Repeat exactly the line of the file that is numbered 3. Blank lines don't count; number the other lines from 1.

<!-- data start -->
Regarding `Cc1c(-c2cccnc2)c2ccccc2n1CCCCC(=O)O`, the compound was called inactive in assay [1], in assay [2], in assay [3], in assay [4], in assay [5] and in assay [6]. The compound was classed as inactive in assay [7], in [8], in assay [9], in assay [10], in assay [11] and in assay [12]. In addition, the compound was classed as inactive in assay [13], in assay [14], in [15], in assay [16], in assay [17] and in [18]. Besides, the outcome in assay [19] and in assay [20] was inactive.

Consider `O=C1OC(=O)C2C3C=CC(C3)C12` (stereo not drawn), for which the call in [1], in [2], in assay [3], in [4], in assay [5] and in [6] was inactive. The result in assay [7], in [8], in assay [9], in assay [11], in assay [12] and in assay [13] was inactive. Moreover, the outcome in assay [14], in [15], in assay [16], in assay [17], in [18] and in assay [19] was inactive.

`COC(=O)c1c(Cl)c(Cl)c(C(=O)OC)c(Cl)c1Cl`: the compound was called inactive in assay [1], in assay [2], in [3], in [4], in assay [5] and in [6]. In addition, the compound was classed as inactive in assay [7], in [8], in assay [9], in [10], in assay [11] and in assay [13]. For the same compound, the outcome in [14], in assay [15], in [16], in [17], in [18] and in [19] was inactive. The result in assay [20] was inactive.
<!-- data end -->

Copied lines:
`COC(=O)c1c(Cl)c(Cl)c(C(=O)OC)c(Cl)c1Cl`: the compound was called inactive in assay [1], in assay [2], in [3], in [4], in assay [5] and in [6]. In addition, the compound was classed as inactive in assay [7], in [8], in assay [9], in [10], in assay [11] and in assay [13]. For the same compound, the outcome in [14], in assay [15], in [16], in [17], in [18] and in [19] was inactive. The result in assay [20] was inactive.